Also, if you don't know that you have celiac disease, you won't follow the diet as strictly as you may need to in order for the intestinal lining to completely heal and prevent complications such as anemia, osteoporosis and lymphoma, Case explained.
Cutting out gluten can also prevent you from getting to the root of a problem. For example, people may feel better cutting out wheat, but that's because they are sensitive to other components of wheat known as fructans, not gluten specifically. Foods containing fructans but not gluten, like asparagus or artichokes, would cause similar symptoms.
"Recently, someone shared with me that their boyfriend avoids gluten because it makes him feel quite sleepy after a lot of pasta. Unfortunately, that's a good example of a leap to a conclusion that may not be the true problem," Stefanski said. "Too many carbohydrates at one time, whether they contain gluten or not, can sometimes make people feel sleepy or have cravings for sweets due to either an elevated insulin or blood sugar level."
Other possible causes of digestion problems -- including a lot of lactose or fructose or too much fat, artificial sources of fiber or even alcohol -- can be mixed in with meals that also contain gluten, Stefanski explained. "While the finger often gets pointed at gluten, people will still continue to feel bad despite eliminating gluten-containing foods."
Ancient Grains

Nutritional downsides of going gluten-free

If you unnecessarily cut out gluten, you may also be risking nutrient deficiencies.
"Gluten-free substitutes, if based on rice or tapioca, can be lower in fiber than their traditional counterparts and may not be fortified with B vitamins or iron, a mandatory addition to any processed wheat product in the US," said Stefanski, who has worked extensively with modified diets for gastrointestinal issues for the past 15 years.
What's more, gluten-free products may be just as caloric as their gluten-containing counterparts. "Many gluten-free baked products are made with white rice flour or various starches and contain more fat and sugar to make them bind together and be more palatable," Case said.
Adding more fruits, vegetables, pulses, gluten-free whole grains, nuts and seeds is the best way to replace gluten-containing foods when indicated, "but many people don't do that," Case said. "It's not uncommon for people to eat gluten-free toast for breakfast, rice crackers with lunch, gluten-free pasta for dinner and gluten-free cookies for a snack."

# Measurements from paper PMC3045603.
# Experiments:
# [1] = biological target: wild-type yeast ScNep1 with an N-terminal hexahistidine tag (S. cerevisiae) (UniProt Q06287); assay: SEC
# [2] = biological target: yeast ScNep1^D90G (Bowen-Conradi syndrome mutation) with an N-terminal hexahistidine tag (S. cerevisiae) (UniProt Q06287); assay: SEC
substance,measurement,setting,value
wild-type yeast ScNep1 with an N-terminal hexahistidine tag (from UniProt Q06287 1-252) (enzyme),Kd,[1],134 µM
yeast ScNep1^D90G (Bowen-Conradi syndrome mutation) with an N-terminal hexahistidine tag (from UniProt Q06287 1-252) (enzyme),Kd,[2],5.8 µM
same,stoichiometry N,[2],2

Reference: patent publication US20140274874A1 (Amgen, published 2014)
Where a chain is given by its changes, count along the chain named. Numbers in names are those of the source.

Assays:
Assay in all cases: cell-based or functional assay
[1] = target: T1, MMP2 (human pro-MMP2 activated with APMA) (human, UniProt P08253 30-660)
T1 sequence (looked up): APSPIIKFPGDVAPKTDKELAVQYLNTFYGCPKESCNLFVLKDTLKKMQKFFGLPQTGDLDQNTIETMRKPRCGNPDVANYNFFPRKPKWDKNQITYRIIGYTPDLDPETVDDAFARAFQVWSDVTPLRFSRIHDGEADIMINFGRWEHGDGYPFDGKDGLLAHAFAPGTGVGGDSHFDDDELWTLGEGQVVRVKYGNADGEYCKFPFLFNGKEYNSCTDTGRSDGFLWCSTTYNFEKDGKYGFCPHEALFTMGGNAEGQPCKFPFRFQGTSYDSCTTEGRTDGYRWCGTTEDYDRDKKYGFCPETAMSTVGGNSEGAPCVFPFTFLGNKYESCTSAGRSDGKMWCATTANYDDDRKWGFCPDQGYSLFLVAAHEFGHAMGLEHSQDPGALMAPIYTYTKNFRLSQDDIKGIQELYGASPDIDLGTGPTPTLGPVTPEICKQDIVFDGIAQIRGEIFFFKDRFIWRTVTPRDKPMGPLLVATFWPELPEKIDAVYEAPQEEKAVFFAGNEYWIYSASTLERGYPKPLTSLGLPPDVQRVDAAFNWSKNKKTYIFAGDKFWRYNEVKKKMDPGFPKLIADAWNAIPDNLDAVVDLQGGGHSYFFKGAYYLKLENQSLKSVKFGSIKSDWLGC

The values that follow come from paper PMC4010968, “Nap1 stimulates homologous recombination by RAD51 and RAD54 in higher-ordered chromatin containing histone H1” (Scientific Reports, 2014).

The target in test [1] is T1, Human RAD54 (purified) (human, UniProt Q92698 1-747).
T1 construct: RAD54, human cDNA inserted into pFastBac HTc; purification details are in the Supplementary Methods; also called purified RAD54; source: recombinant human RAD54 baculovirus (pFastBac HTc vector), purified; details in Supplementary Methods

Benefit of Sourdough Stefanski added, "gluten-free junk food     is still junk food. While a gluten-free cookie may not have wheat, it still has calories. In my experience as a registered dietitian, clients normally find substitutes for gluten-containing treats and eventually add back in high-calorie, albeit gluten-free, indulgences."
For those who do feel better or lose weight when they eliminate gluten, it may be because they are simply ridding their diets of processed carbohydrates in which gluten is found, such as breads, pasta, cookies and cakes, and eating more fiber-rich fruits and vegetables instead.
In fact, one recent study found that when healthy people eat a low-gluten diet, they experience less bloating and lose a modest amount of weight compared with those eating a high-gluten diet with the same amount of calories and fiber. However, the researchers attribute the effects of the low-gluten diet not to its lower gluten content but to a major change in the composition of the participants' fiber intake -- a factor that caused changes in their intestinal microbiomes and production of bacterial compounds affecting digestion and energy metabolism.
"We conclude that the effects of low-gluten dieting in healthy people is NOT due to reduced intake of gluten itself but rather to a concomitant major change in dietary fiber composition by reducing fibers from wheat and rye and replacing them with fibers from vegetables, brown rice, corn, oat, quinoa, and other non-gluten containing whole grain cereals," said study author Dr. Oluf Pedersen, a professor at the University of Copenhagen.
Finally, adhering to a gluten-free diet can be socially challenging. "Truly staying gluten-free and eating at a restaurant or a friend's home can be frustrating sometimes. Determining the real culprits for your digestive issues may help you enjoy more foods rather than eliminating suspected sources of discomfort that really aren't the true problem," Stefanski said.

Breadlovers & Kamut = LOVE

Breadlovers & Kamut = LOVE

We learned about all the benefits of KAMUT® grains right when we started out with our Breadlovers company last year. Clearly, we had to create a bread with this healthy and delicious grain.